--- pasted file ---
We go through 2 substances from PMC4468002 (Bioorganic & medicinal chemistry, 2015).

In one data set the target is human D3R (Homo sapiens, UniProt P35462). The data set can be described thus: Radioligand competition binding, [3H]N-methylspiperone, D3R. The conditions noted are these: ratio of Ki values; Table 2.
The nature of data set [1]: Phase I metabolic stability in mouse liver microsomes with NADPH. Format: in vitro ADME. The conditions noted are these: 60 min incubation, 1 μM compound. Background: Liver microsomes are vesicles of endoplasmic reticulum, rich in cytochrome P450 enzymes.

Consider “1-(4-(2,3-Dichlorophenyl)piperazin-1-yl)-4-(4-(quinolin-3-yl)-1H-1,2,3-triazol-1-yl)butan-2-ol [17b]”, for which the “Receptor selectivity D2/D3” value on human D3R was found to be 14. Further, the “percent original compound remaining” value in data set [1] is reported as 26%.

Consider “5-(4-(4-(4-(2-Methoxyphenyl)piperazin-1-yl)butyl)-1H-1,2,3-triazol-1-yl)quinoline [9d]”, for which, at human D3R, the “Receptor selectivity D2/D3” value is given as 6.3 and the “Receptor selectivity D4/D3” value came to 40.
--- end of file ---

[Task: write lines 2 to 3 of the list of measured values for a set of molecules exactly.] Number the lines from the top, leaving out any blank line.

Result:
In one data set the target is human D3R (Homo sapiens, UniProt P35462). The data set can be described thus: Radioligand competition binding, [3H]N-methylspiperone, D3R. The conditions noted are these: ratio of Ki values; Table 2.
The nature of data set [1]: Phase I metabolic stability in mouse liver microsomes with NADPH. Format: in vitro ADME. The conditions noted are these: 60 min incubation, 1 μM compound. Background: Liver microsomes are vesicles of endoplasmic reticulum, rich in cytochrome P450 enzymes.